Think big, start small
Automation need not be intimidating for small manufacturers.
If you think your company isn’t ready for automation – that it’s too expensive or represents too much change – then you sound like Jeff Cybulski’s ideal customer. Many firms, small ones in particular, often shy away from automation for those reasons, says Cybulski, general manager for the automotive and industrial divisions of Promation Engineering of Oakville, ON.
“I think everybody wants automation – everybody knows they need it to progress – but there is a fine line between doing it and not doing it.”
It need not be difficult, he says. One approach Cybulski advocates is to identify a single function or process that can be automated with a fast payback. Custom machine builders like Promation provide turnkey solutions that include training and maintenance. They have their own engineering staff, and they can draw on vendor support, as Promation did recently with Festo Canada for a project automating manual, end-of-line loading of bundled shampoo bottles into boxes at a Toronto-area co-packing plant.
This end user had won a significant contract that required labour savings and throughput improvements. It issued a request for proposals for a flexible pick-and-place solution – two identical cells – with a minimum cycle time of 2.4 seconds per pick with 99% system uptime. The cells would have to be readily reconfigurable for up to 60 possible weight, size and volume combinations. The project assumed one-year full-cost recovery.
Though his group handles many larger projects, Cybulski says he especially likes smaller ones like this costing between $250,000 and $1 million. The turnaround time is shorter and their bigger competitors tend to shun such small jobs.
One of the challenges Promation faced was finding a robotic pick-and-place system fast enough to meet the customer’s requirements. Some potential suppliers weren’t ready to meet the required cycle time. Enter Festo Canada’s Customer Solutions Group. Engineers for the two companies considered multiple solutions, including 3D gantries, before settling on a design built around Festo’s EXCT-100, a two-axis, high speed linear gantry rated for up to 90 picks per minute with a payload of up to 10kg.
The largest variant in the line, the EXCT-100 is comprised of two fixed servomotors driving a toothed belt arranged in a T-shape. A Festo motor controller configured for Ethernet IP calculates the position of the interface. The synchronized interaction of the two servos results in the corresponding movement of the interface along the horizontal (Y) axis – think of a two-dimensional plotter, like a child’s Etch-A-Sketch toy.
“You can have a really fast response on the Z axis arm – the pick-and-place function,” says Ray Reginato, Festo Canada’s industry segment account manager for assembly and handling. “It’s actually picking up, dropping and coming back again in 2.4 seconds, or 25 times per minute. This highly dynamic pick-and-place solution exceeded the customer’s expectations. We achieved this by optimizing the system to reduce weight and therefore increase productivity.”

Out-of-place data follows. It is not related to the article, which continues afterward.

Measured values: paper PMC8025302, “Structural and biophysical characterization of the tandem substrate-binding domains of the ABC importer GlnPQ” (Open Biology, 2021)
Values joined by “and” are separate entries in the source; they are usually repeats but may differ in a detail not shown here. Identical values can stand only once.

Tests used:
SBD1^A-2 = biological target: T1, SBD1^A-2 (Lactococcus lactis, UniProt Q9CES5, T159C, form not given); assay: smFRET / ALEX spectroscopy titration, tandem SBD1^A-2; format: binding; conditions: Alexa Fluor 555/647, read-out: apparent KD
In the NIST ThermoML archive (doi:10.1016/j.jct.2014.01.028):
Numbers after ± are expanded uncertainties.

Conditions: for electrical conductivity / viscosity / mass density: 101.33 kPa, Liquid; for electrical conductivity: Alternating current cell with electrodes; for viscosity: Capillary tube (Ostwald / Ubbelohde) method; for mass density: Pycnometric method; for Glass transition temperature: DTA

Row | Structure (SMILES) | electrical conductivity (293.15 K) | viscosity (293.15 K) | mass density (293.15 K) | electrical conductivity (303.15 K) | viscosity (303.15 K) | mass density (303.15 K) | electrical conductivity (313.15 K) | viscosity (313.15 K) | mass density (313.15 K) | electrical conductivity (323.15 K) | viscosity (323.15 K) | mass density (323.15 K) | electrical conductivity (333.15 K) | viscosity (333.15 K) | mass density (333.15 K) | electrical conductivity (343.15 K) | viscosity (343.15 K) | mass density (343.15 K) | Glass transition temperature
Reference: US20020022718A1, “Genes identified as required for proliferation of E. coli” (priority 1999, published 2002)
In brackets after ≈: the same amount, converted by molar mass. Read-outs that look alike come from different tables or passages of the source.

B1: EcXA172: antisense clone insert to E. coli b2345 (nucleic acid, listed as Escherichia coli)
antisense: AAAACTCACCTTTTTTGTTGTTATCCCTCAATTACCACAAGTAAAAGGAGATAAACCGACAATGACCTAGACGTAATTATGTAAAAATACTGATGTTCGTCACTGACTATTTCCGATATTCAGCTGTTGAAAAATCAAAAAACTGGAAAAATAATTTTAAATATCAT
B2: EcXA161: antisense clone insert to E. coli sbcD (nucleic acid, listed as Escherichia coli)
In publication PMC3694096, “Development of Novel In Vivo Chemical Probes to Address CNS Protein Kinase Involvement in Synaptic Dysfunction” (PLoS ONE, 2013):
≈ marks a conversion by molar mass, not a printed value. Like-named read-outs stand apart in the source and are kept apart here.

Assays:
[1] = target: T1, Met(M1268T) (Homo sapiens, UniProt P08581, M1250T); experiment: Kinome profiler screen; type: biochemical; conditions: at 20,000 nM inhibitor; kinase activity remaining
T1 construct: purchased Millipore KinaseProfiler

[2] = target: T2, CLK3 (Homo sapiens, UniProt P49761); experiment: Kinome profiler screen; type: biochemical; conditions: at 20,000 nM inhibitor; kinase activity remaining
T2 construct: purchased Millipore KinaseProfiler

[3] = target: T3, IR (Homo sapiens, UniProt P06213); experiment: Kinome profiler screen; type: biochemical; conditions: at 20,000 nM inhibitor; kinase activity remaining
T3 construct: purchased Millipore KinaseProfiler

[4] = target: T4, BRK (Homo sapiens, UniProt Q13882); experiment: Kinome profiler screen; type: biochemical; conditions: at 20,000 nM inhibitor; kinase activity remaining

Festo provided all the electric and pneumatic drives and accessories for the robot and bundle-positioning carousel for each cell. Promation built the framing and safety protection and integrated all systems including conveyors and the Allen-Bradley PLCs, the latter sourced from Rockwell Automation in Cambridge, ON. Festo also provided a week’s training to the end user’s staff in operating the cells, including reconfiguration for product changeover.
Festo Canada also created a unique function block – a simplified software bridge – just for this project to control its hardware from the PLCs. Normally, if machine builders use Allen-Bradley PLCs, they have to use its CIP Motion protocol. This can complicate matters for the end user and discourages the use of other vendors’ hardware, like servomotors, in conjunction with the Allen-Bradley front end, says Alejandro Lopez, Festo Canada’s senior controls engineer and creator of the function block.
“Some customers will go along with that (using Rockwell drives) because they don’t have any other options to control servos,” Lopez says. “We bypassed all that by creating the function block, which takes care of the advanced kinetics interpolation. The customer just has to provide us with a few data points, and we take care of the rest. They don’t have to know anything about our software. They operate the system from within the Allen-Bradley environment familiar to them.” The function block is an elegant solution to a long-standing industry issue that already has received interest from Festo branches in other countries.
Festo provided Promation staff with some instruction on the use of the function block for making routine adjustments via the PLCs, “but it’s pretty basic,” says Lopez. “If there’s something they cannot support, they will call us, and that’s true of any other robotic cell or robotic provider.”
Both Festo technology and support were decisive for Cybulski. Referencing the EXCT-100 gantry, he says Festo “has taken a great idea and made it better. Also, I can buy direct from Festo, so I know where my product is, I can talk to my sales person, I can call support. It’s more customer-oriented. With most of the suppliers we deal with, we have to go through a third party.”
This article was contributed by Festo Canada.